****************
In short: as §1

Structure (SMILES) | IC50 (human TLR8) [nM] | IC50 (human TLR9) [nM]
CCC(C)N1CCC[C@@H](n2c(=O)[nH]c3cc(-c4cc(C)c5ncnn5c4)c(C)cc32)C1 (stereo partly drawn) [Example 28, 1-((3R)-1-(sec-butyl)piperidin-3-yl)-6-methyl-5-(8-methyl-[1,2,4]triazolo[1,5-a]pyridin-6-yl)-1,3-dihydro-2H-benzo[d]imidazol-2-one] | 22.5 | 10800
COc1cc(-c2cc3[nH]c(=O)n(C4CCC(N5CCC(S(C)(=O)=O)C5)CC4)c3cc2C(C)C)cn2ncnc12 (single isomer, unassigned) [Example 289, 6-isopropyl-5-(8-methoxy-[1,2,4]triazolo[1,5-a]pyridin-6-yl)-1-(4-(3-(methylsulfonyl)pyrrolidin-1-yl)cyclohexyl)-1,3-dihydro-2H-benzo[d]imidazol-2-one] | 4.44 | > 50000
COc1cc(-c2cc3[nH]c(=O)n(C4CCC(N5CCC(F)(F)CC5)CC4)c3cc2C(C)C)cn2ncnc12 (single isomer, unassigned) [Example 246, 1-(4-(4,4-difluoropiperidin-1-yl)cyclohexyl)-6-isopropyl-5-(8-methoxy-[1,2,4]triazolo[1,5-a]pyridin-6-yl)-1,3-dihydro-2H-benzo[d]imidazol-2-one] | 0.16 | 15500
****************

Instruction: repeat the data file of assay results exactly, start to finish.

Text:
In short: as §1

Structure (SMILES) | IC50 (human TLR8) [nM] | IC50 (human TLR9) [nM]
CCC(C)N1CCC[C@@H](n2c(=O)[nH]c3cc(-c4cc(C)c5ncnn5c4)c(C)cc32)C1 (stereo partly drawn) [Example 28, 1-((3R)-1-(sec-butyl)piperidin-3-yl)-6-methyl-5-(8-methyl-[1,2,4]triazolo[1,5-a]pyridin-6-yl)-1,3-dihydro-2H-benzo[d]imidazol-2-one] | 22.5 | 10800
COc1cc(-c2cc3[nH]c(=O)n(C4CCC(N5CCC(S(C)(=O)=O)C5)CC4)c3cc2C(C)C)cn2ncnc12 (single isomer, unassigned) [Example 289, 6-isopropyl-5-(8-methoxy-[1,2,4]triazolo[1,5-a]pyridin-6-yl)-1-(4-(3-(methylsulfonyl)pyrrolidin-1-yl)cyclohexyl)-1,3-dihydro-2H-benzo[d]imidazol-2-one] | 4.44 | > 50000
COc1cc(-c2cc3[nH]c(=O)n(C4CCC(N5CCC(F)(F)CC5)CC4)c3cc2C(C)C)cn2ncnc12 (single isomer, unassigned) [Example 246, 1-(4-(4,4-difluoropiperidin-1-yl)cyclohexyl)-6-isopropyl-5-(8-methoxy-[1,2,4]triazolo[1,5-a]pyridin-6-yl)-1,3-dihydro-2H-benzo[d]imidazol-2-one] | 0.16 | 15500